After a couple of weeks of jabbering on, I might as well describe what the chatter’s about. This blog is a design study. We’re designing a micro-economy where the details of every transaction are visible and satisfaction of both parties is explicit and archived. Sellers and buyers who build an archive of satisfactory transactions are hugely valuable to each other, so they accumulate a currency of trust that untested parties can’t match. It’s the missing piece that keeps our economy from operating like a village market, where everyone is known to each other, and received accordingly.

  1. Buyers and sellers record duplicate data about each transaction: quality, timeliness, etc.
  2. Services are delivered before payment
  3. Mandatory customer satisfaction grades may reduce the invoice amount
  4. The records are open, mirrored and permanent

This design study looks at the current economy and sees what we all perceive – the natural antipathy between sellers and buyers and between employers and employees. The only entities that don’t see this are the sellers and the employers. The economy relies on the collective record of who did what to whom. It’s interesting that those records are always maintained by the sellers and employers and never by the buyers and employees.

Further, the study team is amazed to observe that, in making policy decisions at the company or government level, the only transactional data point that’s publicized is the price (or cost) of things: Price paid vs. costs incurred, yielding earnings. Earnings today compared to yesterday and tomorrow, to competitors and allies. All presided over by an oligopoly of analysts (could the label be more telling?) who read the entrails and determine the fate of huge organizations, all for the maintenance of a supervised lottery of equity tokens unrelated to the companies’ real worth or the value of their teams. The lottery’s supervisors and analysts always do well, yet rarely raise the suspicions of the parishioners.

No one has even commented on the lop-sidedness of the record-keeping and the bizarre limitation on its data type.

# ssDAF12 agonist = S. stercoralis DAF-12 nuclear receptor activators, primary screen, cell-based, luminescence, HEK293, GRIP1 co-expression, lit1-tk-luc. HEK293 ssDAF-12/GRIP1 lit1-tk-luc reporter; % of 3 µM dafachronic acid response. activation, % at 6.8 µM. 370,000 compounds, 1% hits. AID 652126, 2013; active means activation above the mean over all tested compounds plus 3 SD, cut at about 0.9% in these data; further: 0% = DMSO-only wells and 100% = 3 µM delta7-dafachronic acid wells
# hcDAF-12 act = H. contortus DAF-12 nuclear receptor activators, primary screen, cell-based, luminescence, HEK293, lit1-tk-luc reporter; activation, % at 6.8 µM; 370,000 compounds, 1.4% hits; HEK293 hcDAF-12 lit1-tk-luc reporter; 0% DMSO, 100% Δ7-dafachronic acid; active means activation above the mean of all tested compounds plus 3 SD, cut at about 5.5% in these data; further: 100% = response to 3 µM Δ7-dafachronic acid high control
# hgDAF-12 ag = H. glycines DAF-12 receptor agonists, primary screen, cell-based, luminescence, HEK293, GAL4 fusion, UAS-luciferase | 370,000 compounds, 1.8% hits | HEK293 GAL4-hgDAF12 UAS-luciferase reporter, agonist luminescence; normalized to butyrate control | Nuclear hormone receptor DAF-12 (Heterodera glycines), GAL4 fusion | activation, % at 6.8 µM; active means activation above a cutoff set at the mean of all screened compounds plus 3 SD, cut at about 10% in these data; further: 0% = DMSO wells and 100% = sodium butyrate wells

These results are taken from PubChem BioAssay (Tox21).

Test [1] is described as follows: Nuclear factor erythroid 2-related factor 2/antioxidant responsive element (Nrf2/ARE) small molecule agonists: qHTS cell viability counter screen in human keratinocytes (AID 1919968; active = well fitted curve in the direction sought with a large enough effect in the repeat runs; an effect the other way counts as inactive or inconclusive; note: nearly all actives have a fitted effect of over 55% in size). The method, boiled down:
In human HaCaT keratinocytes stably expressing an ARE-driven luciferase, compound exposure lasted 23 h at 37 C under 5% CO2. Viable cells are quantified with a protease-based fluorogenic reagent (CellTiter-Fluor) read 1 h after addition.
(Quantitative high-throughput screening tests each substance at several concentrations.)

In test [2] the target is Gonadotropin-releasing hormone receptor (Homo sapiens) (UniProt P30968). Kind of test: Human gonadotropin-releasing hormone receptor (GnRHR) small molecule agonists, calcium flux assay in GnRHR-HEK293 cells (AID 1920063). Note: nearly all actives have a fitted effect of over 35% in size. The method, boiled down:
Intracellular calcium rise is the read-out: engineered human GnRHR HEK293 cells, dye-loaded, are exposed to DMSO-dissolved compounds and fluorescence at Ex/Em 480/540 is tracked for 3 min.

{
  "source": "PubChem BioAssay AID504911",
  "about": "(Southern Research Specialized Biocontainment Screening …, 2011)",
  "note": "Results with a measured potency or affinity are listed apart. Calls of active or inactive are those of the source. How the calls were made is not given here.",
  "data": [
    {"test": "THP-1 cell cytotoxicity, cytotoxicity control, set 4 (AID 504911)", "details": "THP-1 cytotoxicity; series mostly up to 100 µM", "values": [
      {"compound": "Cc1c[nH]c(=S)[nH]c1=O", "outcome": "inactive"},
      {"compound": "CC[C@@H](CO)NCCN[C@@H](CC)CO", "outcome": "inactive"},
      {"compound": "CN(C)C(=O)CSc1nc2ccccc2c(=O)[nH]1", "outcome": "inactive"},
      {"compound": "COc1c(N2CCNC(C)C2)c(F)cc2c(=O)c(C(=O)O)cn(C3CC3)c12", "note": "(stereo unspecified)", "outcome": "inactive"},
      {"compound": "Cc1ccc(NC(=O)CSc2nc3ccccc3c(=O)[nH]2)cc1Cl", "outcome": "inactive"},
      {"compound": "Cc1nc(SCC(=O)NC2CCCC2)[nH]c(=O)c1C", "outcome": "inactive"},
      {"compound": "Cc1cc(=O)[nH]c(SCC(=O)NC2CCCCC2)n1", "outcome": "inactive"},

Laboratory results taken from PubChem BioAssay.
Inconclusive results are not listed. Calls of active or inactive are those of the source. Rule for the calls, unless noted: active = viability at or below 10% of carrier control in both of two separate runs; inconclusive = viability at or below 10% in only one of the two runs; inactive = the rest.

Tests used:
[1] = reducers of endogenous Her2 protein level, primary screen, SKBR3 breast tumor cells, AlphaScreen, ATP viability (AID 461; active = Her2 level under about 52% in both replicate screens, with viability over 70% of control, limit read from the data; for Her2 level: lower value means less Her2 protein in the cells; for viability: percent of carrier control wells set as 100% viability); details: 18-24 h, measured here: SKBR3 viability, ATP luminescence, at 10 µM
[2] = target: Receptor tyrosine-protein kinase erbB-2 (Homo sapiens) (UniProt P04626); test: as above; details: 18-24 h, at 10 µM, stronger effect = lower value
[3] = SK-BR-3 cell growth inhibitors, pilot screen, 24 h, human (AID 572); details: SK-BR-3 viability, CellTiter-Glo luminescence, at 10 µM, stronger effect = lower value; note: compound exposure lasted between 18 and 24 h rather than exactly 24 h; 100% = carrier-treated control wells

So Xpertweb is a data problem, challenging not in its complexity but in its unique architecture.

Not to Scale

Businesses live to keep their data proprietary and to know a little bit about a lot of consumers. They don’t try to know much about each consumer or transaction so their data bases tend to be blindingly fast at presenting uninteresting information.

Information for and about real customers – buyers for whom purchases are customized – must be much more rich and interesting. But they don’t have to be designed to take over the world, so they can be small and not so efficient. For the customer, though the wealth of information can be rich and useful, especially when the customer is getting a copy of her own to use as a lever when she wants some custom treatment.

Armed with that distinction, all the raw materials for a useful design study are available, and that’s our purpose here.

Doing Something About the Weather

Usually writers can only write about reality as it exists rather than as it might become, so usually it can only be a kind of elevated griping. But the Internet does change everything, and it requires only a specialized form of writing to make it work. These specialized writings – code – can be developed at reasonable cost if we know exactly what is our purpose. Thanks to the low-level protocols and standards now in place, we don’t even need to get permission from others to change the world. Apache and Linux and HotMail and Jabber and Radio and Blogger and all the rest have sprouted like weeds by offering something easy enough to fill a need that wasn’t even felt when the first code was released. But good genetic material has a way of prevailing and a micro-community quickly coelesced around each of those nascent standards.

Xpertweb is designed to form a little microeconomy with a better feature set than the larger one it’s planted in. Then we’ll see if the nutrients are suitable.
9:29:43 PM    

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